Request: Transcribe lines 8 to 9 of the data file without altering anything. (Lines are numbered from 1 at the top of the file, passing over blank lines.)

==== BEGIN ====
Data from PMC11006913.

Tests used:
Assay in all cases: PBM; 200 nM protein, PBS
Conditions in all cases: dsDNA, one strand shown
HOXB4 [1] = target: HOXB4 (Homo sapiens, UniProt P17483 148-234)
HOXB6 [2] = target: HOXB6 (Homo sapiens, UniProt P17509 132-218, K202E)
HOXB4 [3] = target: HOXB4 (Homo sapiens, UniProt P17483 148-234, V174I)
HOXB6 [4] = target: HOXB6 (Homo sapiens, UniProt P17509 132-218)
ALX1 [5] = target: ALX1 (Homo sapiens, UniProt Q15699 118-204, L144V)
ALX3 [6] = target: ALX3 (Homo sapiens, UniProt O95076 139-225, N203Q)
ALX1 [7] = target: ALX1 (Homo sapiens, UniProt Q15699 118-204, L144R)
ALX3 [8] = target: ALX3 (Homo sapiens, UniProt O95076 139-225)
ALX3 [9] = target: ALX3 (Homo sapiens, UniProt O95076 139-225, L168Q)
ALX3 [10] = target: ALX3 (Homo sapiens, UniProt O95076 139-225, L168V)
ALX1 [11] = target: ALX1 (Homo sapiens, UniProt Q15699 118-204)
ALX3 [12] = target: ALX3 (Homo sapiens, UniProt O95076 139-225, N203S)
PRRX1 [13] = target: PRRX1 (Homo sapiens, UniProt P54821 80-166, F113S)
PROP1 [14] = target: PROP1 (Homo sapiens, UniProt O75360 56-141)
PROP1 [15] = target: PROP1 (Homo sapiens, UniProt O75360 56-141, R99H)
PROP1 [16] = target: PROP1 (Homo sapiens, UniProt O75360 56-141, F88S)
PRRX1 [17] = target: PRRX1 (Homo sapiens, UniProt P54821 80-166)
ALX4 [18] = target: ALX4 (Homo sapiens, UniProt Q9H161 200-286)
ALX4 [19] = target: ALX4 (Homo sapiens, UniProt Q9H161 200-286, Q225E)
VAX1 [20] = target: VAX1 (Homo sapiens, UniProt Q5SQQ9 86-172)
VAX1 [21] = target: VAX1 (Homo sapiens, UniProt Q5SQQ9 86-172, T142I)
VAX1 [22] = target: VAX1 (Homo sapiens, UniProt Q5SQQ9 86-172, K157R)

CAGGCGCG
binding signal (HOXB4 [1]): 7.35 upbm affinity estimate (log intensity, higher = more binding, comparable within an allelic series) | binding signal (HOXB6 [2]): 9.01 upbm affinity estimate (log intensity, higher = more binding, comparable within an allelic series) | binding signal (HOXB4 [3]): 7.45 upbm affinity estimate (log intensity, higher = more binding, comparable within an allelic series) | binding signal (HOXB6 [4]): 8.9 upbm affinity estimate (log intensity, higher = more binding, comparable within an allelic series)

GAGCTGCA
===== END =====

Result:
HOXB6 [4] = target: HOXB6 (Homo sapiens, UniProt P17509 132-218)
ALX1 [5] = target: ALX1 (Homo sapiens, UniProt Q15699 118-204, L144V)